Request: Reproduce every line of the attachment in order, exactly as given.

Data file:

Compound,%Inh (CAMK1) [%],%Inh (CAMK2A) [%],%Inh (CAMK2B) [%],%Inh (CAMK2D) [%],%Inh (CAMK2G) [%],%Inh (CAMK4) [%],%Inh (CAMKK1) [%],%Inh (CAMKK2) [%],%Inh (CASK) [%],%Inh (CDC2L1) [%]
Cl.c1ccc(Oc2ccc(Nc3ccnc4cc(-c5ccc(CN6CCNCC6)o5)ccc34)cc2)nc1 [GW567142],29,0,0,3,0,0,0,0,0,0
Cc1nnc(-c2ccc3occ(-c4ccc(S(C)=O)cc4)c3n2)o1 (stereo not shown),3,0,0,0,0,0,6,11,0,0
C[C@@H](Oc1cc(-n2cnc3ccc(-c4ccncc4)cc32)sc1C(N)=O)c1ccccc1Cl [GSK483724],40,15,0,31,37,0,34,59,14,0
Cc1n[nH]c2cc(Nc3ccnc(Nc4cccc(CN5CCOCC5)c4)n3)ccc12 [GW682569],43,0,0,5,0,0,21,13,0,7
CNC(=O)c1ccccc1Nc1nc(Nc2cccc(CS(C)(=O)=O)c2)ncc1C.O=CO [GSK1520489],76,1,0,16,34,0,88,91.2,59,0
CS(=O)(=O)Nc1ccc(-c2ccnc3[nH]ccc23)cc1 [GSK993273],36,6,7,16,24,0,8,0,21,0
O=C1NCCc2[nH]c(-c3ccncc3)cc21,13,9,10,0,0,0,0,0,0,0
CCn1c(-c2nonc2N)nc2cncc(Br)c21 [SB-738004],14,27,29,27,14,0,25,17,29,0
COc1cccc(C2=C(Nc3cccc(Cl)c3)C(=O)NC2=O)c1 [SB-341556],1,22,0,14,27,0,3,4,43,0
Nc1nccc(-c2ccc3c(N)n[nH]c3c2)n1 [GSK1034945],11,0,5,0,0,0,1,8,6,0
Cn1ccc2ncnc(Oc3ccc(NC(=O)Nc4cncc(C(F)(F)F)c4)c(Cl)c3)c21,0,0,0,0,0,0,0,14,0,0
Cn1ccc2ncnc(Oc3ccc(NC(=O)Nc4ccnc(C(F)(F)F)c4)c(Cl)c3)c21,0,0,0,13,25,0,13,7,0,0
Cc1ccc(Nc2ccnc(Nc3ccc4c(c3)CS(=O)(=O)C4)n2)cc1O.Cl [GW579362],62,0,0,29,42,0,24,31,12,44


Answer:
Compound,%Inh (CAMK1) [%],%Inh (CAMK2A) [%],%Inh (CAMK2B) [%],%Inh (CAMK2D) [%],%Inh (CAMK2G) [%],%Inh (CAMK4) [%],%Inh (CAMKK1) [%],%Inh (CAMKK2) [%],%Inh (CASK) [%],%Inh (CDC2L1) [%]
Cl.c1ccc(Oc2ccc(Nc3ccnc4cc(-c5ccc(CN6CCNCC6)o5)ccc34)cc2)nc1 [GW567142],29,0,0,3,0,0,0,0,0,0
Cc1nnc(-c2ccc3occ(-c4ccc(S(C)=O)cc4)c3n2)o1 (stereo not shown),3,0,0,0,0,0,6,11,0,0
C[C@@H](Oc1cc(-n2cnc3ccc(-c4ccncc4)cc32)sc1C(N)=O)c1ccccc1Cl [GSK483724],40,15,0,31,37,0,34,59,14,0
Cc1n[nH]c2cc(Nc3ccnc(Nc4cccc(CN5CCOCC5)c4)n3)ccc12 [GW682569],43,0,0,5,0,0,21,13,0,7
CNC(=O)c1ccccc1Nc1nc(Nc2cccc(CS(C)(=O)=O)c2)ncc1C.O=CO [GSK1520489],76,1,0,16,34,0,88,91.2,59,0
CS(=O)(=O)Nc1ccc(-c2ccnc3[nH]ccc23)cc1 [GSK993273],36,6,7,16,24,0,8,0,21,0
O=C1NCCc2[nH]c(-c3ccncc3)cc21,13,9,10,0,0,0,0,0,0,0
CCn1c(-c2nonc2N)nc2cncc(Br)c21 [SB-738004],14,27,29,27,14,0,25,17,29,0
COc1cccc(C2=C(Nc3cccc(Cl)c3)C(=O)NC2=O)c1 [SB-341556],1,22,0,14,27,0,3,4,43,0
Nc1nccc(-c2ccc3c(N)n[nH]c3c2)n1 [GSK1034945],11,0,5,0,0,0,1,8,6,0
Cn1ccc2ncnc(Oc3ccc(NC(=O)Nc4cncc(C(F)(F)F)c4)c(Cl)c3)c21,0,0,0,0,0,0,0,14,0,0
Cn1ccc2ncnc(Oc3ccc(NC(=O)Nc4ccnc(C(F)(F)F)c4)c(Cl)c3)c21,0,0,0,13,25,0,13,7,0,0
Cc1ccc(Nc2ccnc(Nc3ccc4c(c3)CS(=O)(=O)C4)n2)cc1O.Cl [GW579362],62,0,0,29,42,0,24,31,12,44